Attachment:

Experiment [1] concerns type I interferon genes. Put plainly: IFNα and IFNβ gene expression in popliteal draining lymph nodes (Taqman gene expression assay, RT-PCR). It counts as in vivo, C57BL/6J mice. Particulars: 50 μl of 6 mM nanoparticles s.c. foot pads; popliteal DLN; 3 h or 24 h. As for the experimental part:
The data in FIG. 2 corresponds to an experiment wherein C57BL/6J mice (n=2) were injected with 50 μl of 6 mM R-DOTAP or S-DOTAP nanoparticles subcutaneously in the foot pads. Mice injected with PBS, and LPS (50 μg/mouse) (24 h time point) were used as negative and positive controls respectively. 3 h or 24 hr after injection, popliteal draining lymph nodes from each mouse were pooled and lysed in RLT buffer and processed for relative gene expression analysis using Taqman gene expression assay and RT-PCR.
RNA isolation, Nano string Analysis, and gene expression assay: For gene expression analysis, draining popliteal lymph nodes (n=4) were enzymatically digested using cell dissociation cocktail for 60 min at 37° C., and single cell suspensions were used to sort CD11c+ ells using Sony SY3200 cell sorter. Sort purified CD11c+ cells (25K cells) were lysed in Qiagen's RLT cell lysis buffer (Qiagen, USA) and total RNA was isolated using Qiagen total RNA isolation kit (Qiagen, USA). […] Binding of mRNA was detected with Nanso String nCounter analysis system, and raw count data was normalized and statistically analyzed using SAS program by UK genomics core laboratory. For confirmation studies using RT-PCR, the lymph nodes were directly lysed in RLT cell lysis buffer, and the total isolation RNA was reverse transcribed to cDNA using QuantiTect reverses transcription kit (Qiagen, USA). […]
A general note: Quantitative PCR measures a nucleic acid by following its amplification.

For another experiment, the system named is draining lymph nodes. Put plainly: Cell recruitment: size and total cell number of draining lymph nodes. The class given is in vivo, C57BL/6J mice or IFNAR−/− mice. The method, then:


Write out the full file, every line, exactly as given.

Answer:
Experiment [1] concerns type I interferon genes. Put plainly: IFNα and IFNβ gene expression in popliteal draining lymph nodes (Taqman gene expression assay, RT-PCR). It counts as in vivo, C57BL/6J mice. Particulars: 50 μl of 6 mM nanoparticles s.c. foot pads; popliteal DLN; 3 h or 24 h. As for the experimental part:
The data in FIG. 2 corresponds to an experiment wherein C57BL/6J mice (n=2) were injected with 50 μl of 6 mM R-DOTAP or S-DOTAP nanoparticles subcutaneously in the foot pads. Mice injected with PBS, and LPS (50 μg/mouse) (24 h time point) were used as negative and positive controls respectively. 3 h or 24 hr after injection, popliteal draining lymph nodes from each mouse were pooled and lysed in RLT buffer and processed for relative gene expression analysis using Taqman gene expression assay and RT-PCR.
RNA isolation, Nano string Analysis, and gene expression assay: For gene expression analysis, draining popliteal lymph nodes (n=4) were enzymatically digested using cell dissociation cocktail for 60 min at 37° C., and single cell suspensions were used to sort CD11c+ ells using Sony SY3200 cell sorter. Sort purified CD11c+ cells (25K cells) were lysed in Qiagen's RLT cell lysis buffer (Qiagen, USA) and total RNA was isolated using Qiagen total RNA isolation kit (Qiagen, USA). […] Binding of mRNA was detected with Nanso String nCounter analysis system, and raw count data was normalized and statistically analyzed using SAS program by UK genomics core laboratory. For confirmation studies using RT-PCR, the lymph nodes were directly lysed in RLT cell lysis buffer, and the total isolation RNA was reverse transcribed to cDNA using QuantiTect reverses transcription kit (Qiagen, USA). […]
A general note: Quantitative PCR measures a nucleic acid by following its amplification.

For another experiment, the system named is draining lymph nodes. Put plainly: Cell recruitment: size and total cell number of draining lymph nodes. The class given is in vivo, C57BL/6J mice or IFNAR−/− mice. The method, then: